Anyhow, I just have to point out for those that don't know: You are really, really dumb. Really. You remind me of Cliff Claven from Cheers-- making up things as you go along, in a futile attempt to look like you know something.



Undertoad  Sunday Jun 15 10:55 PM

That's fine -- my info, in this case, came from the official caption, probably written by the AP. And they are often a little confused.



xoxoxoBruce  Sunday Jun 15 11:19 PM

I was under the impression the Muslims followed the teachings of Mohammed and the Koran. Who gave this M.J. Rumi the authority to tell people how to go about following Mohammed's teachings. Is he like the "pope" of Islam? Or in the catagory of Ghandi?



rumi  Monday Jun 16 07:16 AM

Quote:
Originally posted by xoxoxoBruce
I was under the impression the Muslims followed the teachings of Mohammed and the Koran. Who gave this M.J. Rumi the authority to tell people how to go about following Mohammed's teachings. Is he like the "pope" of Islam? Or in the catagory of Ghandi?
Yes, there is no pope in Islam, but that doesn't mean that everyone interprets scripture for themselves. The people who have authority to tell people how to go about following scripture are the scholars... if you want a western analogy, think of the legal system or the academic system. Everyone can read and understand the law, but it's the word of the judges and established academics who define exactly how to interpet the law. Your personal interpretation doesn't matter, because you don't have the necessary skills to do a proper legal interpretation. This isn't a coincidence, since both universities and elements of our legal system have roots in Al-Azhar university in Egypt. (Even the tradition of wearing robes at graduation comes from there.)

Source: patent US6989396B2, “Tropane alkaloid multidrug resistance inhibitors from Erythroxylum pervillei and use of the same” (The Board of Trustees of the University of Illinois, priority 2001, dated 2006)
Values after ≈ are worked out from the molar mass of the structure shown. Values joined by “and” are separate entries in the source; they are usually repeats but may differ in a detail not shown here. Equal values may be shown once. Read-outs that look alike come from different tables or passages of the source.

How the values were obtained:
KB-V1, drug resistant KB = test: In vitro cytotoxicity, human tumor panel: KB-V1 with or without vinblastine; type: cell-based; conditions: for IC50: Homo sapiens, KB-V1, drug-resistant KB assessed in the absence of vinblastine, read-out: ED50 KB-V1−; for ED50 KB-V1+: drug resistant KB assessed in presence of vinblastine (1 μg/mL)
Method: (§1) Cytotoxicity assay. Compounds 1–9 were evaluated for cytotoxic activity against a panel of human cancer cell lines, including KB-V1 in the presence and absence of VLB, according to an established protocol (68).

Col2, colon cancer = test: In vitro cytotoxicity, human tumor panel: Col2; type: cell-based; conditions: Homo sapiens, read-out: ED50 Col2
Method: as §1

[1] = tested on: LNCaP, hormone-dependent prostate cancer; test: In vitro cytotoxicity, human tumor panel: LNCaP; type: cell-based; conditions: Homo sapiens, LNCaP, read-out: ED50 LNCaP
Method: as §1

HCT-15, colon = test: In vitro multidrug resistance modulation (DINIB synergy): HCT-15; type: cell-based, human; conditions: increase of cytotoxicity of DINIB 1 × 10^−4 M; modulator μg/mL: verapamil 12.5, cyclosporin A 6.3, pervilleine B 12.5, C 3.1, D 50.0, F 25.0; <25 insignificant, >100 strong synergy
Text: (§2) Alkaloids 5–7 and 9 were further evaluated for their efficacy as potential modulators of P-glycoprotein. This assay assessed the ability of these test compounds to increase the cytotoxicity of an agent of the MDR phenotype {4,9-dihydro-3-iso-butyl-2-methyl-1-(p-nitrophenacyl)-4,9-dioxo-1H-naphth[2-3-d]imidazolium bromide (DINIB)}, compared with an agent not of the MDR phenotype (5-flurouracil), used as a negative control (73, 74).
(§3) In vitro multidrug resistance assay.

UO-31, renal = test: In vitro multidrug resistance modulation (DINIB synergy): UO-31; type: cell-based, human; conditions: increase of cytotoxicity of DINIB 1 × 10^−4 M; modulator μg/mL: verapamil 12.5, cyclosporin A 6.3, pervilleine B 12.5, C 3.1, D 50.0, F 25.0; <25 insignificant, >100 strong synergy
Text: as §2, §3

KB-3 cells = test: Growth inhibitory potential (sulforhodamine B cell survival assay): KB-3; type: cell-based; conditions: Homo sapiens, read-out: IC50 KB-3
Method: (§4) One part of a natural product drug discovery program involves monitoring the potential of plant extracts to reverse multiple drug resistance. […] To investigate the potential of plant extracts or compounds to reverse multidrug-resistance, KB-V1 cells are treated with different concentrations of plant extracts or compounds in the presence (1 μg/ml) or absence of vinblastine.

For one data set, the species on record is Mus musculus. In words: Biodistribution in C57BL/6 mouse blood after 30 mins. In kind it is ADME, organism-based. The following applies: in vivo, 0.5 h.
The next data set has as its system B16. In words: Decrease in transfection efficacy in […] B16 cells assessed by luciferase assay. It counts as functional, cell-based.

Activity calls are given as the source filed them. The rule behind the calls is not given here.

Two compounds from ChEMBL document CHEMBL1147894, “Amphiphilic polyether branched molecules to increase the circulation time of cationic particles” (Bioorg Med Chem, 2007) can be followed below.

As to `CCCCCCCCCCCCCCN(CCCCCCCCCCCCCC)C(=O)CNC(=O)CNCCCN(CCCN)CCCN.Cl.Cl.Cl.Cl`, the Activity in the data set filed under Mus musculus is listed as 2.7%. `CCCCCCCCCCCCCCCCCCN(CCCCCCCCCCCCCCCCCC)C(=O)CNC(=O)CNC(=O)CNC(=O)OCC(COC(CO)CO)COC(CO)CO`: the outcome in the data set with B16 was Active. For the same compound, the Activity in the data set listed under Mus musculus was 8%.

xoxoxoBruce  Monday Jun 16 10:04 AM

The problem with scholars is it comes from schoolers. As any student can tell you, the only way to successfully graduate is to agree with the teacher. Then, when the student becomes the teacher, the same ideas are carried on. When a scholar develops an independent line of thought, he can lobby his peers to accept it. But, it seems in Islam, anyone with independent thought is branded a heretic and killed.



juju  Monday Jun 16 02:38 PM

Quote:
Originally posted by rumi
Sheer idiocy on your part. "Dervish" is not a sect, it is simply a word meaning "student". Instead of showing the world what a moron you are, you might consider consulting an encylopedia once in a while.

Anyhow, I just have to point out for those that don't know: You are really, really dumb. Really. You remind me of Cliff Claven from Cheers-- making up things as you go along, in a futile attempt to look like you know something.
Come on, man. Don't be an asshole just because the internet lets you.

Simply not knowing much about an obscure subject only makes you ignorant of that subject. It doesn't make you a moron. And since no one can know everything about everything, there's absolutely nothing wrong with that. He's at least shown an interest in the subject, I'd think that would count for something.

Like I said, you're being an asshole, and you're exploiting your knowledge to do it. I think that's disgusting.


OnyxCougar  Monday Jun 16 03:11 PM

Quote:
Originally posted by juju

Like I said, you're being an asshole, and you're exploiting your knowledge to do it. I think that's disgusting.
Glad I'm not the only one to think so.

One can be educated without being belittled. If anything, the person doing the belittling is ignored just for that reason.

If you want to have a discussion on a topic and get your opinion across, it's not very effective to alienate your audience.



Undertoad  Monday Jun 16 03:22 PM

I didn't take rumi's advice and look it up in an encyclopedia. I looked it up in the dictionary. Just now.